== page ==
GAMING AFFILIATES AND THE SPANISH MARKET


Current Spanish market for iGaming affiliates.


IN ORDER TO talk about gambling/ gaming affiliates in Spain it is probably useful to outline a few facts about the general online trends of the country itself.

The main audiences for online gaming in general are the so called 'x-generation'; born between the 70s and 80s and typically between 30 and 40 years old. This age group usually represents between 35 and 40 percent of the overall market and is essentially the primary target audience. The *y-generation', typically born after :: m accounts for roughly 25 percent, even though almost half of this age bracket are restricted from registering due to the fact that they are not yet old enough. The 'baby boomers', referred to as those born before 1970, usually account for 30 percent of the overall market with the exception of less developed countries.

There are a few factors which make the msh gaming market different and these mainly consist of the following:

• A less developed' online country in general. Users are less trusting of registering personal details online. Lower conversion rates. High impact of branding and on national and celebrity advertising.
• The level of users whereby the provider of the family is male and holds most of bank accounts credit cards is higher man in mature online markets. Due to this key factor, the audience now and for the next two to three years will have a male/female ratio of 70/30. Male players in Spain tend to be less profitable in nature as they target games/bets with less risk. Male players deposit far more than female players (roughly on a 3/1 ratio) although female players are much more profitable in terms of win ratio. This mix would suggest that, in theory, our target audience are males and females alike, on a roughly 50/50 basis. However, even though females target games with higher risk, the sheer volume of deposits from males currently outweighs any notion that our primary targets should be an equal split.


The proposed legislation will bring about a number of different factors which will directly affect the active operators in the industry. A proposed 25% tax induces a high barrier to entry in the market and this, in turn, will affect how affiliates prioritise their efforts going forward. They will no longer have the luxury of promoting just any operator and may have to succumb to the operator's terms in contrast to the current trends.

The new legislation caters for operators who are primarily focused on sportsbetting as a product. Rumour has it that legislation on the various iGaming products will slowly unfold as the year progresses in 2012, however, for the time being, slots, which for non-sportsbetting operators currently account for as much as 85% of overall revenue, are prohibited.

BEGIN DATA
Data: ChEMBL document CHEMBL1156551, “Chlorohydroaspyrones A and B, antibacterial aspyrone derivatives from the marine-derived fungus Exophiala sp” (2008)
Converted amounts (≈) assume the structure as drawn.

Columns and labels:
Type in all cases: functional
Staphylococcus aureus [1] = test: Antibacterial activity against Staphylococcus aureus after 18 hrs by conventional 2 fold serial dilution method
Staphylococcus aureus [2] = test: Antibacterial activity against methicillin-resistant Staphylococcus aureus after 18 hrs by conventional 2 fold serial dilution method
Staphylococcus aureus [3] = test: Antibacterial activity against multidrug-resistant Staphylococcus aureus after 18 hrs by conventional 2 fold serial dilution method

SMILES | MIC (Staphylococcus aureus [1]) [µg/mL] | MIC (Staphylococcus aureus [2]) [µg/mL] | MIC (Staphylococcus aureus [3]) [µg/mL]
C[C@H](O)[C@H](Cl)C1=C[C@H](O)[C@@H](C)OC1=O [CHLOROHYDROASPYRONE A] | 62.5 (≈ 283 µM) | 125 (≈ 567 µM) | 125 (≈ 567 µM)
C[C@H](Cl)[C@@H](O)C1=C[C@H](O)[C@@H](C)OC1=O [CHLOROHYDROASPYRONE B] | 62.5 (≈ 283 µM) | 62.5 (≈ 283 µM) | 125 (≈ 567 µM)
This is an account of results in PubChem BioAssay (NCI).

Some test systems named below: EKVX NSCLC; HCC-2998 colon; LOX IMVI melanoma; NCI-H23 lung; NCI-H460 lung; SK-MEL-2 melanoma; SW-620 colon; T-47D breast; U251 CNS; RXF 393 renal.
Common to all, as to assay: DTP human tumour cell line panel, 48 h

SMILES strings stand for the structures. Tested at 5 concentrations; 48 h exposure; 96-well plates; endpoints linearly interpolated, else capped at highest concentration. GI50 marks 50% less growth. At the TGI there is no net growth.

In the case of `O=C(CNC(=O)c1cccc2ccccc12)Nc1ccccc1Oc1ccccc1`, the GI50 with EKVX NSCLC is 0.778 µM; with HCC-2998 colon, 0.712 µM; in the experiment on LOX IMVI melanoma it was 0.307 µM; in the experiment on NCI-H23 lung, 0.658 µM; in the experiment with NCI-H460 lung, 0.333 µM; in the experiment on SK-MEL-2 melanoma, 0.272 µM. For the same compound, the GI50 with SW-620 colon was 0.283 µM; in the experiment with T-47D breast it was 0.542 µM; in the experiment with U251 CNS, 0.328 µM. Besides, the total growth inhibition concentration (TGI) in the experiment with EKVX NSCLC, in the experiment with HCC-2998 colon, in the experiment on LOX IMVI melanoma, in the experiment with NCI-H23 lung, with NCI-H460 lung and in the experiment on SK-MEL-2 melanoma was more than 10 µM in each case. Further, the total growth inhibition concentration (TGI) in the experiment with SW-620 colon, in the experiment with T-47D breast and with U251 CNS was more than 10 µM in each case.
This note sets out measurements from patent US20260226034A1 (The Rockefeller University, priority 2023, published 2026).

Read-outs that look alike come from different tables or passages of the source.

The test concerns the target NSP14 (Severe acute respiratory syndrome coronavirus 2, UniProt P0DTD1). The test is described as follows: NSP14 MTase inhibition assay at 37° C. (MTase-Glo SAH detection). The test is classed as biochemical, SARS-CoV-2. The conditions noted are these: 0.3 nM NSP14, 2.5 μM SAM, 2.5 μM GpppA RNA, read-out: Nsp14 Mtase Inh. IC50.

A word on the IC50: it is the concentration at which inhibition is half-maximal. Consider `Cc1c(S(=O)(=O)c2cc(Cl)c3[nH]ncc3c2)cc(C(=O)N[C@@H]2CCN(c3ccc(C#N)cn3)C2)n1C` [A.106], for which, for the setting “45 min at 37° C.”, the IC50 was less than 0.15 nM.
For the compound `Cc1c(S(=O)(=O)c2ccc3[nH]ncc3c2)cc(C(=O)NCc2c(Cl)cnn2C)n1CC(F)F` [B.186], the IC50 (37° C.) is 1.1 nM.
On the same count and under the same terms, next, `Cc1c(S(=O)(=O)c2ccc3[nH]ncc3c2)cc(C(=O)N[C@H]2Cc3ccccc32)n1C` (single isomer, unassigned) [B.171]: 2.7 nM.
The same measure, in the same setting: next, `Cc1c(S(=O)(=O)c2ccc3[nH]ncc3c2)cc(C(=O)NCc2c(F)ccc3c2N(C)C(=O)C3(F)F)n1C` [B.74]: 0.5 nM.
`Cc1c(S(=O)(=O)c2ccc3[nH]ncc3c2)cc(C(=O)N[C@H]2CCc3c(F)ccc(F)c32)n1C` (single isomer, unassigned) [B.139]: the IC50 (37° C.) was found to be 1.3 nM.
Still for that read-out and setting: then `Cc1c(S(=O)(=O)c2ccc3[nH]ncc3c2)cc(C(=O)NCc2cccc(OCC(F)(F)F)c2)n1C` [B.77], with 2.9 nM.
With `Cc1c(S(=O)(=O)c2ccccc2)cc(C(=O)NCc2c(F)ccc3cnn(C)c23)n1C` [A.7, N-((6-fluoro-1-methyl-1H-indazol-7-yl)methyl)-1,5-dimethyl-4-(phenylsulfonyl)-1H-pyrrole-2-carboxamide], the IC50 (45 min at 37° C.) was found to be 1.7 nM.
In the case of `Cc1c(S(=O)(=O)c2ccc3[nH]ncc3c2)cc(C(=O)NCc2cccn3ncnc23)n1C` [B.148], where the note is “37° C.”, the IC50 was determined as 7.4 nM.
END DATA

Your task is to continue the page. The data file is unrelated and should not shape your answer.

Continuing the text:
Unlike mature online markets such as the UK, gaming affiliates are far scarcer in terms of numbers, and it would be safe to say that the top 50 affiliates in this category represent over 80 percent of the affiliate business in Spain. The number of sportsbetting affiliates in comparison to iGaming affiliates (promoting products like casino, bingo and especially slots) are at an average 3/1 ratio, meaning that for every three sportsbetting affiliates out there, there is only one promoting iGaming.

Nevertheless, to date, the small number of iGaming affiliates has thrived in this niche market and now stand to lose much of what they have worked for. Affiliates with a long-term business view tend to choose revenue share as their preferred commercial model. These affiliates have been referring players for a number of years with the intention of accumulating a healthy group of active players consistently generating revenue each month.

These affiliates fear and know only too well that when slots are removed from the equation, revenues will drop by as much as 85 percent.

Those that have built a business and hired employees on fixed salaries have some tough decisions to make; do they let go of their staff? Do they operate at loss until slots are regulated (if they will be)? Do they change their business model and concentrate on the products that will be regulated like sportsbetting, poker and casino table games?

In general, the preferred commercial models will be sure to change given that revenue share affiliates know that their commission is calculated from Net Revenue (after Gross to Net deductions); Gross Revenue will take a 25 percent hit before converting into Net Revenue.

Would this notion encourage affiliates to change to a CPA model which is usually triggered on minimum deposit and minimum wagering (without having to worry about Gross to Net deductions as CPA is not based on revenue)?

On the other hand, many believe that the drop in revenue will be compensated by an increase in business as operators will soon be allowed to advertise using PPC and the main channels of communication, such as TV and radio. These factors make it very hard for operators to predict where the industry is going in general and unfortunately, affiliates, are in the same boat; waiting for clarification, and waiting for this market to unfold within the next 15 months.
 
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